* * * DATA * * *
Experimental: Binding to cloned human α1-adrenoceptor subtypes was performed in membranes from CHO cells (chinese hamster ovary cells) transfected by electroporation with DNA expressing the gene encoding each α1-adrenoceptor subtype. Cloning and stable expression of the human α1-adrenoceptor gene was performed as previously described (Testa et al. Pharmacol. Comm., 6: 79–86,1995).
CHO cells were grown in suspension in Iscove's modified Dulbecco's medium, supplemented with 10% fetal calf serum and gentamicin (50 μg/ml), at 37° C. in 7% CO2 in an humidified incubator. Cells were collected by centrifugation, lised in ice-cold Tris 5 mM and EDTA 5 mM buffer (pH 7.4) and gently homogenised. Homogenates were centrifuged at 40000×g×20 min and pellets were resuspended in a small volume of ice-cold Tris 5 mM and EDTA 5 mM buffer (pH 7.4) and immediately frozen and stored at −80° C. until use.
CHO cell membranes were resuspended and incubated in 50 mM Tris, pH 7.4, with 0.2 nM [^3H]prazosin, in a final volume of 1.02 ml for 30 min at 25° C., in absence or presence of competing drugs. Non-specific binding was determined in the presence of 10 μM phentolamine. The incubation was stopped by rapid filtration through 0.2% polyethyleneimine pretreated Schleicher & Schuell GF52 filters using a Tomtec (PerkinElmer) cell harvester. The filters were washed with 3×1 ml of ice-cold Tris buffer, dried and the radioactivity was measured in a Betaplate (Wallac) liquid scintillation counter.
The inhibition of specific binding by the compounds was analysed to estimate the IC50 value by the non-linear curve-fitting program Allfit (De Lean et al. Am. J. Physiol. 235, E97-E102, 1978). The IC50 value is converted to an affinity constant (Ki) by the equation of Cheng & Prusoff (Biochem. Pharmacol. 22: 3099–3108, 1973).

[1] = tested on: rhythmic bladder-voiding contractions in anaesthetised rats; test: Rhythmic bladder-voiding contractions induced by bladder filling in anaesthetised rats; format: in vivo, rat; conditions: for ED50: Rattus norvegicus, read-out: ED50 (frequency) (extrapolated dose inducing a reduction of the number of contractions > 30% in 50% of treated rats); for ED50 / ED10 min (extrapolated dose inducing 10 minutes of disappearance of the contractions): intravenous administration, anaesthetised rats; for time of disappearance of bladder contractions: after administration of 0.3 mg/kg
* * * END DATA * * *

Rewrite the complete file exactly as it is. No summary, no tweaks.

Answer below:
Experimental: Binding to cloned human α1-adrenoceptor subtypes was performed in membranes from CHO cells (chinese hamster ovary cells) transfected by electroporation with DNA expressing the gene encoding each α1-adrenoceptor subtype. Cloning and stable expression of the human α1-adrenoceptor gene was performed as previously described (Testa et al. Pharmacol. Comm., 6: 79–86,1995).
CHO cells were grown in suspension in Iscove's modified Dulbecco's medium, supplemented with 10% fetal calf serum and gentamicin (50 μg/ml), at 37° C. in 7% CO2 in an humidified incubator. Cells were collected by centrifugation, lised in ice-cold Tris 5 mM and EDTA 5 mM buffer (pH 7.4) and gently homogenised. Homogenates were centrifuged at 40000×g×20 min and pellets were resuspended in a small volume of ice-cold Tris 5 mM and EDTA 5 mM buffer (pH 7.4) and immediately frozen and stored at −80° C. until use.
CHO cell membranes were resuspended and incubated in 50 mM Tris, pH 7.4, with 0.2 nM [^3H]prazosin, in a final volume of 1.02 ml for 30 min at 25° C., in absence or presence of competing drugs. Non-specific binding was determined in the presence of 10 μM phentolamine. The incubation was stopped by rapid filtration through 0.2% polyethyleneimine pretreated Schleicher & Schuell GF52 filters using a Tomtec (PerkinElmer) cell harvester. The filters were washed with 3×1 ml of ice-cold Tris buffer, dried and the radioactivity was measured in a Betaplate (Wallac) liquid scintillation counter.
The inhibition of specific binding by the compounds was analysed to estimate the IC50 value by the non-linear curve-fitting program Allfit (De Lean et al. Am. J. Physiol. 235, E97-E102, 1978). The IC50 value is converted to an affinity constant (Ki) by the equation of Cheng & Prusoff (Biochem. Pharmacol. 22: 3099–3108, 1973).

[1] = tested on: rhythmic bladder-voiding contractions in anaesthetised rats; test: Rhythmic bladder-voiding contractions induced by bladder filling in anaesthetised rats; format: in vivo, rat; conditions: for ED50: Rattus norvegicus, read-out: ED50 (frequency) (extrapolated dose inducing a reduction of the number of contractions > 30% in 50% of treated rats); for ED50 / ED10 min (extrapolated dose inducing 10 minutes of disappearance of the contractions): intravenous administration, anaesthetised rats; for time of disappearance of bladder contractions: after administration of 0.3 mg/kg